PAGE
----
Article  CAS  PubMed  Google Scholar 

  22. 22.

    Lipton HL, Bero LA, Bird JA, McPhee SJ (1992) The impact of clinical pharmacists’ consultations on physicians’ geriatric drug prescribing: a randomized controlled trial. Med Care 30:646–658

    Article  CAS  PubMed  Google Scholar 

  23. 23.

    Shekelle PG (2001) ACOVE quality indicators. Ann Intern Med 135:653–667

    Article  CAS  PubMed  Google Scholar 

  24. 24.

    Motter FR, Fritzen JS, Hilmer SN, Paniz ÉV, Paniz VMV (2018) Potentially inappropriate medication in the elderly: a systematic review of validated explicit criteria. Eur J Clin Pharmacol 74:679–700

    Article  PubMed  Google Scholar 

  25. 25.

    Masnoon N, Shakib S, Kalisch-Ellett L, Caughey GE (2018) Tools for assessment of the appropriateness of prescribing and association with patient-related outcomes: a systematic review. Drugs Aging 35:43–60

    Article  PubMed  Google Scholar 

  26. 26.

    Wehling M, Burkhardt H, Kuhn-Thiel A, Pazan F, Throm C, Weiss C, Frohnhofen H (2016) VALFORTA: a randomised trial to validate the FORTA (Fit fOR The Aged) classification. Age Ageing 45:262–267

    Article  PubMed  Google Scholar 

  27. 27.

    O’Mahony D, O’Sullivan D, Byrne S, O’Connor MN, Ryan C, Gallagher P (2015) STOPP/START criteria for potentially inappropriate prescribing in older people: version 2. Age Ageing 44:213–218

    Article  PubMed  Google Scholar 

  28. 28.

    Matthews R (2000) Storks Deliver Babies (p < 0.008). Teach Stat 22:36–38

    Article  Google Scholar 

  29. 29.

    Spinewine A, Swine C, Dhillon S, Lambert P, Nachega JB, Wilmotte Lé, Tulkens PM (2007) Effect of a collaborative approach on the quality of prescribing for geriatric inpatients: a randomized, controlled trial. J Am Geriatr Soc 55:658–665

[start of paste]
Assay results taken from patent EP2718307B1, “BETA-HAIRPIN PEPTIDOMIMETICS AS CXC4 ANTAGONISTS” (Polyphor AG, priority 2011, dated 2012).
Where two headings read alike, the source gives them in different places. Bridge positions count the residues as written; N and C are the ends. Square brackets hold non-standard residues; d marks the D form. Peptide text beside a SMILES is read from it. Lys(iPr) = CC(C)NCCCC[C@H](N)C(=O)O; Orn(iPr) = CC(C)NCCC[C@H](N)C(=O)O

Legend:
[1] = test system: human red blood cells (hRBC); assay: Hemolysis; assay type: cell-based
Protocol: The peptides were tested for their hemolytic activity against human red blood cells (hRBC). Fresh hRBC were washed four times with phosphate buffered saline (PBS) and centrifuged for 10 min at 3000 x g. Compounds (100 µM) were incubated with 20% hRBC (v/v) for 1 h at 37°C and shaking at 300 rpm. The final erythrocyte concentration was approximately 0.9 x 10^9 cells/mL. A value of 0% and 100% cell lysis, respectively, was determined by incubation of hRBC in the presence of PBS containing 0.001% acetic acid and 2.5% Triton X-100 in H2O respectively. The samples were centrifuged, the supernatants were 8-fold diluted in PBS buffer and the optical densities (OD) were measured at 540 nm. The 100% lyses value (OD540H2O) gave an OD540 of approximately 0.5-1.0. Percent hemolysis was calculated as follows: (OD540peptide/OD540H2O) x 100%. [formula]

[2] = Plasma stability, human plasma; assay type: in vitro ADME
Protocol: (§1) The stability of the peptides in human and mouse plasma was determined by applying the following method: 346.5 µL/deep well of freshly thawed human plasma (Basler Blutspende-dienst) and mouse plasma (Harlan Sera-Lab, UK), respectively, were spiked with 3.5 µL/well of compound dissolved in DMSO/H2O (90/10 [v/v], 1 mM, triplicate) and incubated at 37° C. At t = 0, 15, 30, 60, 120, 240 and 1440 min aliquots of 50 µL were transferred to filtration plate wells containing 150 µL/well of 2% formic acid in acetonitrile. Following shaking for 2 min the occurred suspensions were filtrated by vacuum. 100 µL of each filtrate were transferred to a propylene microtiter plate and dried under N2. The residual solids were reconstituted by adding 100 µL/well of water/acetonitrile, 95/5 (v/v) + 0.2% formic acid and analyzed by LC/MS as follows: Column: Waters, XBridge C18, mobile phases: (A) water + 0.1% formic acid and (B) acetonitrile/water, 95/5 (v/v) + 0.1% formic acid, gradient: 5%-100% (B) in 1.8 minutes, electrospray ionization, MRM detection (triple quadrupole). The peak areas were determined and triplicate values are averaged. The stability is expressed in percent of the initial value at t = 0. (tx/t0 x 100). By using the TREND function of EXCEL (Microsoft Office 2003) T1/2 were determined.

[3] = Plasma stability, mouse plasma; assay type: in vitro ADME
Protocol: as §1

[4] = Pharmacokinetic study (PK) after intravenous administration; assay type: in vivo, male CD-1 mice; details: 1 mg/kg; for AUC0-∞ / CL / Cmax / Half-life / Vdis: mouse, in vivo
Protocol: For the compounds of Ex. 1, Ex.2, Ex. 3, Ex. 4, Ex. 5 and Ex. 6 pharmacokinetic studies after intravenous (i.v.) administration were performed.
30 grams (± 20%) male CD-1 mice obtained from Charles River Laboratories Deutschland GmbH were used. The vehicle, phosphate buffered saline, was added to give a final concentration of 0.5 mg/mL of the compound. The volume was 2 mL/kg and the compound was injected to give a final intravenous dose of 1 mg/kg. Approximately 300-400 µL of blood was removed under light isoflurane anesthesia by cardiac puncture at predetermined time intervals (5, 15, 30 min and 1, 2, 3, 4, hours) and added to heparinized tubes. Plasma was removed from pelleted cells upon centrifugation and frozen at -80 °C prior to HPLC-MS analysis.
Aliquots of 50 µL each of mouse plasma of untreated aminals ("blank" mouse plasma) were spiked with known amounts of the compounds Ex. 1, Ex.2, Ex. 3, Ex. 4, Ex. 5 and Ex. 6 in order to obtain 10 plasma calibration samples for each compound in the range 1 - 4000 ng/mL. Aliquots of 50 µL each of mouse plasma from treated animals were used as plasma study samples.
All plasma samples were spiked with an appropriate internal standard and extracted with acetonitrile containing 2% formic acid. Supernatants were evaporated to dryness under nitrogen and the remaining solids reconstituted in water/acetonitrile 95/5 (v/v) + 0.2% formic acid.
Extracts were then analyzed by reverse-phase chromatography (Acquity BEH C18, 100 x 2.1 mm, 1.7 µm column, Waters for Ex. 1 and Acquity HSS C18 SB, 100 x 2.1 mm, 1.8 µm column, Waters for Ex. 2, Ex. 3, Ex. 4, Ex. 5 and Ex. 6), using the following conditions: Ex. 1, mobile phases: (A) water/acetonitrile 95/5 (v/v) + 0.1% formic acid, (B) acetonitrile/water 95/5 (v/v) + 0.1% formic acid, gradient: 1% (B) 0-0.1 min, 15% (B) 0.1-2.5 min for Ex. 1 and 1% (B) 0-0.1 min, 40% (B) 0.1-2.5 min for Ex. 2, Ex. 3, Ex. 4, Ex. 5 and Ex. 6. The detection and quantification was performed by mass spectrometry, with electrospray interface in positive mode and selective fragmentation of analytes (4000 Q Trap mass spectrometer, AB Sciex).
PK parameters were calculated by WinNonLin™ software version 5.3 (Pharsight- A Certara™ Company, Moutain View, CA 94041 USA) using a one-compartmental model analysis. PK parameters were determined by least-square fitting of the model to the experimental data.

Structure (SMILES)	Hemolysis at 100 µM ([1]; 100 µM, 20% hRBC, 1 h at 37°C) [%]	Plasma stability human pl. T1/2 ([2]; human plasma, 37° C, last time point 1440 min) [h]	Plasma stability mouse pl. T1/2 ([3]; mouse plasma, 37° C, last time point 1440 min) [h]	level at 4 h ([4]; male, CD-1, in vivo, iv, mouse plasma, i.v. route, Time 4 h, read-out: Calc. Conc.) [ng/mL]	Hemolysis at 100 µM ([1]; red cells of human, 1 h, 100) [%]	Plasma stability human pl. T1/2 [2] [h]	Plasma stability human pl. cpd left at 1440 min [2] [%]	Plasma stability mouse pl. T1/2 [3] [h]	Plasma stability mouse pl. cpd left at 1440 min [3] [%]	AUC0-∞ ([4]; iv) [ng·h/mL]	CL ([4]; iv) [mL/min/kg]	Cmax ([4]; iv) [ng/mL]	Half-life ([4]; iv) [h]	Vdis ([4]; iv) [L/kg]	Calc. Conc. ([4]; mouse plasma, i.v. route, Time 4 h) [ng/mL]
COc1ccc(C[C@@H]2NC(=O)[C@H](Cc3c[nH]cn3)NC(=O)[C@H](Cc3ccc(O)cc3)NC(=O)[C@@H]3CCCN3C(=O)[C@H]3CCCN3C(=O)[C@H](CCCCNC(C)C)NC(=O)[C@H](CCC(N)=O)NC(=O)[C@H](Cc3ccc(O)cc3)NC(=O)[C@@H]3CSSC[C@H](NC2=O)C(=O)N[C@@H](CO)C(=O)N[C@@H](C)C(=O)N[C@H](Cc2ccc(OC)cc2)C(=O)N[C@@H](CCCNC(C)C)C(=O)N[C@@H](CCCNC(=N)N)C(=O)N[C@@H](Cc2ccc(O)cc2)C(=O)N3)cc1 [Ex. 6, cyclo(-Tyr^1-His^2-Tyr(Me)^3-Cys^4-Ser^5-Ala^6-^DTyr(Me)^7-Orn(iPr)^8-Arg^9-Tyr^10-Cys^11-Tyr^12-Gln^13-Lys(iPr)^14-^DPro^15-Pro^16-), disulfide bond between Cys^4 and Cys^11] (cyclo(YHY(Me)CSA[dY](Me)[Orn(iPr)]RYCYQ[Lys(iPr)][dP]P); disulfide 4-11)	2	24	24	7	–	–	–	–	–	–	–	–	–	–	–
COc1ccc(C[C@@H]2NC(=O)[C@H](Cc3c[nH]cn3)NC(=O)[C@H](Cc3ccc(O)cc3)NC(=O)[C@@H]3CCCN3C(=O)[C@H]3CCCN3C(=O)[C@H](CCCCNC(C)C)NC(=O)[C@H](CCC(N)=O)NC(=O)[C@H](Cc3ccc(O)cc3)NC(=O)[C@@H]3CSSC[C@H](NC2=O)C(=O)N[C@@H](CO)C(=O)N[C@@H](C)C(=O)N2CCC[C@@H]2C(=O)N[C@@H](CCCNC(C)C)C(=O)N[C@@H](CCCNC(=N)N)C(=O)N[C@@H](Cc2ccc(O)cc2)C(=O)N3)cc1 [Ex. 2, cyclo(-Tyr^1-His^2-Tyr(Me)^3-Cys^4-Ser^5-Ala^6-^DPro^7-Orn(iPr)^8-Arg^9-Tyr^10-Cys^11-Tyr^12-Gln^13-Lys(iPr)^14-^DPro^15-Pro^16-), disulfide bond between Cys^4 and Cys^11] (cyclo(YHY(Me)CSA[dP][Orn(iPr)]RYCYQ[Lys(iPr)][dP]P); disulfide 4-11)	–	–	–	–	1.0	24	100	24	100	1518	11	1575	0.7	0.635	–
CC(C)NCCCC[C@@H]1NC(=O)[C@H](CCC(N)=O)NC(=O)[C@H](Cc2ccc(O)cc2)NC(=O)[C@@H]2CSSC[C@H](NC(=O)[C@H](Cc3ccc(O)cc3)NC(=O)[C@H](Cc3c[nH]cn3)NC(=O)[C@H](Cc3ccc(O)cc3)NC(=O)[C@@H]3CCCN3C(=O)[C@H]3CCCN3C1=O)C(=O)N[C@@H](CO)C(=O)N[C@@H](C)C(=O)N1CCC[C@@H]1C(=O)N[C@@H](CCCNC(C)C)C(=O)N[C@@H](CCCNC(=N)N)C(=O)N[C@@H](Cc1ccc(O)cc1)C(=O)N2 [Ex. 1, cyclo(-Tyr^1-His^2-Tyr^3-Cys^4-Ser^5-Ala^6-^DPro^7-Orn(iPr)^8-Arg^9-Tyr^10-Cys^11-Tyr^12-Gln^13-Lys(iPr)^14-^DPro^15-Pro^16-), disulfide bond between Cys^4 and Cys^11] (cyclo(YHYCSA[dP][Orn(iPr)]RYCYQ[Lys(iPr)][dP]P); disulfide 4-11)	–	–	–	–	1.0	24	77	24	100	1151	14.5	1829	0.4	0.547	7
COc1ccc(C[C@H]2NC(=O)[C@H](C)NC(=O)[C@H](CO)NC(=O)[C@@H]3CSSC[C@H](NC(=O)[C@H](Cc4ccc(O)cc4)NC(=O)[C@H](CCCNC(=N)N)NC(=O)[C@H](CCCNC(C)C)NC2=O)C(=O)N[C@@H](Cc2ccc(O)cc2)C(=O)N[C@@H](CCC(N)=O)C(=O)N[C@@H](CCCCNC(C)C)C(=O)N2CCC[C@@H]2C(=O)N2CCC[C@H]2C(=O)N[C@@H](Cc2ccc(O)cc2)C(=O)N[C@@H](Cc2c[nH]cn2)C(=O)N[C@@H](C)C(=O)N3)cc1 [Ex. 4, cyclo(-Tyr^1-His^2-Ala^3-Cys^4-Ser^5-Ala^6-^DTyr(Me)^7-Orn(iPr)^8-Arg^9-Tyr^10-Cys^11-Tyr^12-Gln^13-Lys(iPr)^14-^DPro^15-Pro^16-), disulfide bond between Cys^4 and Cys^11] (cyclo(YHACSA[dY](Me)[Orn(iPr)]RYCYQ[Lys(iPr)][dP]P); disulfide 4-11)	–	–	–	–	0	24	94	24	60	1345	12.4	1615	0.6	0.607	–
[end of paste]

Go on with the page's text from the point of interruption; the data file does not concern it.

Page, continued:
Article  PubMed  Google Scholar 

Download references

Author information



Corresponding author

Correspondence to Martin Wehling.

Ethics declarations

Conflict of interest

M.W. was employed by AstraZeneca R&D, Mölndal, as director of discovery medicine (=translational medicine) from 2003 to 2006, while on sabbatical leave from his professorship at the University of Heidelberg. Since returning to this position in January 2007, he has received lecturing and consulting fees from Sanofi-Aventis, Bayer, Berlin-Chemie, Boehringer-Ingelheim, Aspen, Novartis, Takeda, Roche, Pfizer, Bristol-Myers, Daichii-Sankyo, Lilly, Otsuka, Novo-Nordisk, Shire, and LEO Pharma. In addition, the FORTA classification was developed by M.W.

F.P. and J.K. declare no conflicts of interest.

Additional information

Publisher’s note

Springer Nature remains neutral with regard to jurisdictional claims in published maps and institutional affiliations.

Electronic supplementary material


(DOC 63 kb)


(DOCX 14 kb)


(DOCX 37 kb)


(DOCX 117 kb)


(DOCX 13 kb)

Rights and permissions

Reprints and Permissions

About this article

Verify currency and authenticity via CrossMark

Cite this article

Pazan, F., Kather, J. & Wehling, M. A systematic review and novel classification of listing tools to improve medication in older people. Eur J Clin Pharmacol 75, 619–625 (2019). https://doi.org/10.1007/s00228-019-02634-z

Download citation


  • Polypharmacy
  • Listing approaches
  • Patient-in-focus tools
  • Drug-oriented tools
  • Clinical endpoints